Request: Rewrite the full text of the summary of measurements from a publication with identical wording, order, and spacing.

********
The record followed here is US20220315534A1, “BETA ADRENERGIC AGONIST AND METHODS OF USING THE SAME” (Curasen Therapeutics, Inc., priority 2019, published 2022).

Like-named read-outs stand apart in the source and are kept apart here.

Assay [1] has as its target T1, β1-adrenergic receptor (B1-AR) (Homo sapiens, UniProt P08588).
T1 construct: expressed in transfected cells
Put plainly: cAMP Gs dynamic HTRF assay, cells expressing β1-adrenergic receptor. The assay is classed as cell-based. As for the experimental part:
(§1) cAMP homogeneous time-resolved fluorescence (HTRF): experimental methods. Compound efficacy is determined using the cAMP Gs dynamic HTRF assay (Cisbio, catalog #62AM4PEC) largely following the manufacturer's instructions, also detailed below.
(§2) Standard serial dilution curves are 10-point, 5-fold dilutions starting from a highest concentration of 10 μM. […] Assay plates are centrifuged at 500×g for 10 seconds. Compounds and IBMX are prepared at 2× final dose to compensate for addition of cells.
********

The record followed here is US20220315534A1, “BETA ADRENERGIC AGONIST AND METHODS OF USING THE SAME” (Curasen Therapeutics, Inc., priority 2019, published 2022).

Like-named read-outs stand apart in the source and are kept apart here.

Assay [1] has as its target T1, β1-adrenergic receptor (B1-AR) (Homo sapiens, UniProt P08588).
T1 construct: expressed in transfected cells
Put plainly: cAMP Gs dynamic HTRF assay, cells expressing β1-adrenergic receptor. The assay is classed as cell-based. As for the experimental part:
(§1) cAMP homogeneous time-resolved fluorescence (HTRF): experimental methods. Compound efficacy is determined using the cAMP Gs dynamic HTRF assay (Cisbio, catalog #62AM4PEC) largely following the manufacturer's instructions, also detailed below.
(§2) Standard serial dilution curves are 10-point, 5-fold dilutions starting from a highest concentration of 10 μM. […] Assay plates are centrifuged at 500×g for 10 seconds. Compounds and IBMX are prepared at 2× final dose to compensate for addition of cells.